Near the confluence of the Rattlesnake Creek and the Arkansas River in central Kansas, water remains the great driver of a diverse complex of salt marsh and unique native sand prairie community that is Quivira National Wildlife Refuge. The combination of these productive habitats as well as the refuge's mid-continent location continue to attract millions of birds needing to replenish essential reserves and to find protection in the mosaic of largely open grasses, sedges, rushes and water.
For visitors, each moment is unique -- the smell of the moist earth and salty air, the primitive call of a crane, the whispering bluestem, the cacophony of geese, the early steps of a snowy plover chick or the discovery of a subtle pattern or design in nature.
From the U.S. Fish and Wildlife ServiceDraft Comprehensive Conservation Plan & Environmental Assessment
Bricks and mortar build towns. The buildings and critical services anchor us to the communities we call home. Sometimes, the buildings are more than utilitarian, like the architectural treasures that are the Stafford library and the Stafford United Methodist Church. Sometimes, memories are built at soda fountains, like that at the Stafford Mercantile.
But another of our local attractions celebrates change. Each visit to Quivira National Wildlife Refuge is just a little bit different as the sky, the wind and the seasons collide in new and spectacular ways.
Stained glass windows at the library and the church are gorgeous. But it's tough to rival God's very own light show. It's different every time.
Wetlands and Wildlife Scenic Byway, which encompasses parts of Barton, Stafford, and Reno counties in central Kansas. (It's just one of a system of 11 byways that dot the state of Kansas.) Quivira is located just a few miles from our farmstead.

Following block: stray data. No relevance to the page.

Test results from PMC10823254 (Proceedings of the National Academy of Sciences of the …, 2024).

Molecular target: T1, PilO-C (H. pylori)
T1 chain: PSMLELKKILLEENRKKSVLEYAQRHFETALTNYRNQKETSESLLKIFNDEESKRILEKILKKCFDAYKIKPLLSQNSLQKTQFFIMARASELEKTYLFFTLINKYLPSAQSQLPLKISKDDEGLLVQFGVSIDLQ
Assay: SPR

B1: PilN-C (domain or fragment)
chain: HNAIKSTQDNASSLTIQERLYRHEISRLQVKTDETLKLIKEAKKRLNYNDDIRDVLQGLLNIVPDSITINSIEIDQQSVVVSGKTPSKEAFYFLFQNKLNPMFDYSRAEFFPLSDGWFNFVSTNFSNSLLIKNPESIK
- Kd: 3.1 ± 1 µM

The General Land Survey was conducted in the region in 1871, evaluating its suitability for farming and grazing. One surveyor noted:
Section 17, T22S, R11W (2 miles weest of what is now the Migrants' Mile area): "All pure sand without any vegetation. All hills and hollows. Constantly drifting. Worthless."The first European settlers came to Stafford County in the 1860s. By 1876, a few people located near the Big Salt Marsh. A company was organized for the purpose of manufacturing salt, which was soon found to be unprofitable. Homesteaders began using the marshes and grasslands for pastures, hay land and cattle production. Besides agricultural uses, the salt marshes were used for commercial and recreational waterfowl hunting after the turn of the 20th century.
In May 1955, the Migratory Bird Conservation Commission approved the establishment of the Great Salt Marsh National Wildlife Refuge to recognize two unique, historic salt marsh and salt flat areas, the Big Salt Marsh and the Little Salt Marsh. In 1958, the name was changed to Quivira National Wildlife Refuge after the Spanish term for the area. The refuge consists of 22,135 acres in Stafford, Rice and Reno Counties.
It's a stopping point for migratory birds.
The refuge hosts educational events like Monarch Mania, which I visited for the first time last fall. (I shouldn't have waited so long for something that happens each year, practically in my own backyard.)
For more information about Quivira, visit their website. There's a Visitor's Center located at the south end of the Refuge, overlooking the Little Salt Marsh. Our own toddler tour guide, Kinley, provided a look at Quivira when she visited the farm last fall. Normal hours are Monday through Friday, 7:30 AM to 4 PM, but it is sometimes open on weekends during spring and fall.
** Historical information was taken from the U.S. Fish and Wildlife Service Draft Comprehensive Conservation Plan & Environmental Assessment, a 263-page document.